The American Association for the Advancement of Science and Subaru presented the winners of the 2016 prizes for Excellence in Science Books. The prizes “recognize recently published works that are scientifically sound and foster an understanding and appreciation of science in readers of all ages.”
Here are the winners:
CHILDREN’S SCIENCE PICTURE BOOK
MIDDLE GRADES SCIENCE BOOK
The Octopus Scientists: Exploring the Mind of a Mollusk by Sy Montgomery
YOUNG ADULT SCIENCE BOOK
How to Clone a Mammoth: The Science of De-Extinction by Beth Shapiro
HANDS-ON SCIENCE BOOK
A Kid’s Guide to Keeping Chickens by Melissa Caughey
This nonfiction picture book invites young readers to explore the world of bioluminescence. Set against black backgrounds these glowing creatures pop on the page. The book not only shows different organisms that glow, but also explains why they glow too. Children will learn the terms for the chemicals that allow the light to be created and also see that there are some creatures who glow but no one knows quite why. Filled with dazzling photographs, this is a book that will fly off the shelves of public libraries as kids are hooked by the fish on the cover.
Beck has the book written at two levels. The larger font offers a less specific look at the organisms themselves and therefore a simpler experience. The smaller font allows readers to learn more about each creature. More information on each is also found at the end of the book where size, Latin name, and the depth they live at is given for each. This is a book that is engaging and fascinating. The text is restrained and focused, offering enough information to appeal but never standing in the way of the dazzling creatures themselves.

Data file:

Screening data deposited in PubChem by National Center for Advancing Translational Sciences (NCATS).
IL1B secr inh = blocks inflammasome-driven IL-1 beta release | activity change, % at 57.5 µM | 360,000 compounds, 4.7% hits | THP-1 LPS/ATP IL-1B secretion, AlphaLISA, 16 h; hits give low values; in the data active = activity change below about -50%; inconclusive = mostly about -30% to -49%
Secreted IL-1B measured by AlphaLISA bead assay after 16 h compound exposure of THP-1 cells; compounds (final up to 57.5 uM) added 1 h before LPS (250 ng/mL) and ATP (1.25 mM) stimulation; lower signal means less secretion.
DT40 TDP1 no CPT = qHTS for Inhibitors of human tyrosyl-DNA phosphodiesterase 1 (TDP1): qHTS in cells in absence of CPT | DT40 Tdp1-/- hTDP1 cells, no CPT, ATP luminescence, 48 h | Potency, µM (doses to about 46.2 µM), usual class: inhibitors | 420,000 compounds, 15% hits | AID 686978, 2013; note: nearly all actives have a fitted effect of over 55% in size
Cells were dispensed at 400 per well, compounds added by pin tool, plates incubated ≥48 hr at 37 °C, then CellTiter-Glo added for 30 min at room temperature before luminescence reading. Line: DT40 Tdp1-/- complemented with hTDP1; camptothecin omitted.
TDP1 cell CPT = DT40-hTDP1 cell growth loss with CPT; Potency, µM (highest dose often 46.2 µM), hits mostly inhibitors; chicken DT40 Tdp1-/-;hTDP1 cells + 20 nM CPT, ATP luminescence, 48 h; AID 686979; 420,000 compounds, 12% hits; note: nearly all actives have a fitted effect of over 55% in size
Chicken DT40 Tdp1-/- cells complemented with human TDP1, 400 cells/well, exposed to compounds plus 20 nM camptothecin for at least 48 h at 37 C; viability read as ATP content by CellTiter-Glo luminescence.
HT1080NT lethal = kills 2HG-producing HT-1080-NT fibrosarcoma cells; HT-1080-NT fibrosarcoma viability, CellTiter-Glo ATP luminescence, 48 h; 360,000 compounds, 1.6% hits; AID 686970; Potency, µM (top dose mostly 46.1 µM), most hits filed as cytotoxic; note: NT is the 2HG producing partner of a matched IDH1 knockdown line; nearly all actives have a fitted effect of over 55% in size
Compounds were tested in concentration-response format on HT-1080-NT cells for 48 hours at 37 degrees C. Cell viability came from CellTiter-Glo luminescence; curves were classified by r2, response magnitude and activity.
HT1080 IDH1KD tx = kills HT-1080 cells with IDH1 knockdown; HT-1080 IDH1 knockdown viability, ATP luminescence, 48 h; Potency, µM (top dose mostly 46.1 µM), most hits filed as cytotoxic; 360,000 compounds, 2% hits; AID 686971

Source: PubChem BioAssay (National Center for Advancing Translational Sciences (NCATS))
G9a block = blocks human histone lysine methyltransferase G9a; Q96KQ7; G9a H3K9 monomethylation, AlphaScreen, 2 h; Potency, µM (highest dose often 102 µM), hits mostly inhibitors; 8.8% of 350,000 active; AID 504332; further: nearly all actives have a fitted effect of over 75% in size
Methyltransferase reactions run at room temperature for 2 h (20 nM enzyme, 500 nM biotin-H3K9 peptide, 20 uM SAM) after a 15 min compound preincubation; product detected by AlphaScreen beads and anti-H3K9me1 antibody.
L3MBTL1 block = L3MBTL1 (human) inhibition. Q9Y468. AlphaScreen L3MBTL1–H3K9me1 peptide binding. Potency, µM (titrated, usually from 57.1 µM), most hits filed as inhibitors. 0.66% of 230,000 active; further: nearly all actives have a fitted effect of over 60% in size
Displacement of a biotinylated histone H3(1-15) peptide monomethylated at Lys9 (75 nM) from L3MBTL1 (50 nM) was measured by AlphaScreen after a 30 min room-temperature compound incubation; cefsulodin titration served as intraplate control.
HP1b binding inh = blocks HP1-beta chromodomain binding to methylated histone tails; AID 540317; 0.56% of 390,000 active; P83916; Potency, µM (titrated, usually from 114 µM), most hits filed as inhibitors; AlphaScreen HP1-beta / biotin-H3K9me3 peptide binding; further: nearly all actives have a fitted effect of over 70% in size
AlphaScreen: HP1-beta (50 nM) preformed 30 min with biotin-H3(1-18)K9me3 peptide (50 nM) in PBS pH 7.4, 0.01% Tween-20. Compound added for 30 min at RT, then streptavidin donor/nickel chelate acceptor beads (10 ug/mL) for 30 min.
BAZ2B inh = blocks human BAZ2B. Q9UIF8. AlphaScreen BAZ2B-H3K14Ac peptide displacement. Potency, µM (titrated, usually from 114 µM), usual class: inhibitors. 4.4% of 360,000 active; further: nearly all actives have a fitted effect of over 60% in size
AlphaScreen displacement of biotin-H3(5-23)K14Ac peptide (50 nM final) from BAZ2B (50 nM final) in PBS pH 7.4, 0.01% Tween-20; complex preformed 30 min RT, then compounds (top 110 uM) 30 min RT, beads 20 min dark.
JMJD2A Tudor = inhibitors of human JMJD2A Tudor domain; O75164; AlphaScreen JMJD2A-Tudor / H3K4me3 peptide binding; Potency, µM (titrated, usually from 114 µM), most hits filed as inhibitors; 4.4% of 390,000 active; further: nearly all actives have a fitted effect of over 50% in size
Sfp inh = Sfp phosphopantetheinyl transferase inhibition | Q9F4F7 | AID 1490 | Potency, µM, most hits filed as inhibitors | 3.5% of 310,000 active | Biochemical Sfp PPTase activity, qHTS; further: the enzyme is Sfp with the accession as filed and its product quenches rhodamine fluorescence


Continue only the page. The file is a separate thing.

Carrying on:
The photographs in the book are exceptional. Each shows the light of the creature against a black background, allowing that creature attention by the reader. The photos were taken by several different photographers, yet they make for a cohesive book thanks to their similar nature and the beauty they depict. I particularly enjoyed the firefly photo and the glowing shoreline.
An awesome book that is sure to appeal to children who enjoy nature and bizarre creatures, this is a winning science book for public libraries. Appropriate for ages 4-7.
Reviewed from copy received from HMH Books for Young Readers.
Frances Hardinge has won not only the 2015 Costa Children’s Book Award, but has now won the overall award for The Lie Tree. Hers is the first children’s book to win the overall award since 2001 when Philip Pullman won it for The Amber Spyglass.